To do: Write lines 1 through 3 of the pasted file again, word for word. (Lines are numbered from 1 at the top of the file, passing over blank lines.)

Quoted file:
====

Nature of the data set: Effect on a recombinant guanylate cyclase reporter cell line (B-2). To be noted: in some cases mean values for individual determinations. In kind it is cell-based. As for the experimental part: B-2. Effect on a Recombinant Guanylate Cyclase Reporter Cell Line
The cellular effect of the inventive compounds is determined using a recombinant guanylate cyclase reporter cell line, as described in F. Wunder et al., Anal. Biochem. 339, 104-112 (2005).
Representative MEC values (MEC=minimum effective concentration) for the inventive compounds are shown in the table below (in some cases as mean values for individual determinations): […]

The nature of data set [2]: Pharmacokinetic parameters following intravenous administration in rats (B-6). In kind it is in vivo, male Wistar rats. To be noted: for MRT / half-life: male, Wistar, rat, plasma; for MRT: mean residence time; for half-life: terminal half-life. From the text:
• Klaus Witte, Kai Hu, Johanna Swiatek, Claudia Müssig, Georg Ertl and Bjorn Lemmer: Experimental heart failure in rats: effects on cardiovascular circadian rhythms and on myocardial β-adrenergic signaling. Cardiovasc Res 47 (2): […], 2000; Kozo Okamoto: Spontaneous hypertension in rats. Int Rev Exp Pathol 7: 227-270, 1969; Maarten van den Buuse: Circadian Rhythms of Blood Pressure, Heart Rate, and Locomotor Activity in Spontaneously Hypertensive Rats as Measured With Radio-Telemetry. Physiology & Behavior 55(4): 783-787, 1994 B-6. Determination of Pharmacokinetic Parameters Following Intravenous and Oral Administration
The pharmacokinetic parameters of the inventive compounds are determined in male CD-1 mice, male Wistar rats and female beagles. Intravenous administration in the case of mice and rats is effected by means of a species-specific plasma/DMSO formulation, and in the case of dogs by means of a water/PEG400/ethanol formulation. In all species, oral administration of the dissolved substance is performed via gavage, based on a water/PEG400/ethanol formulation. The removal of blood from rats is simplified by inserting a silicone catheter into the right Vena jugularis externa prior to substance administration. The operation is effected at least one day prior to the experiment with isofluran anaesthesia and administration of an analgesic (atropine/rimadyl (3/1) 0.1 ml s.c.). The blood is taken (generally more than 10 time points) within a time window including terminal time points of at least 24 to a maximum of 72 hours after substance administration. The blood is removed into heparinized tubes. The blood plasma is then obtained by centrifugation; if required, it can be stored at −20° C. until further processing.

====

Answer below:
Nature of the data set: Effect on a recombinant guanylate cyclase reporter cell line (B-2). To be noted: in some cases mean values for individual determinations. In kind it is cell-based. As for the experimental part: B-2. Effect on a Recombinant Guanylate Cyclase Reporter Cell Line
The cellular effect of the inventive compounds is determined using a recombinant guanylate cyclase reporter cell line, as described in F. Wunder et al., Anal. Biochem. 339, 104-112 (2005).
Representative MEC values (MEC=minimum effective concentration) for the inventive compounds are shown in the table below (in some cases as mean values for individual determinations): […]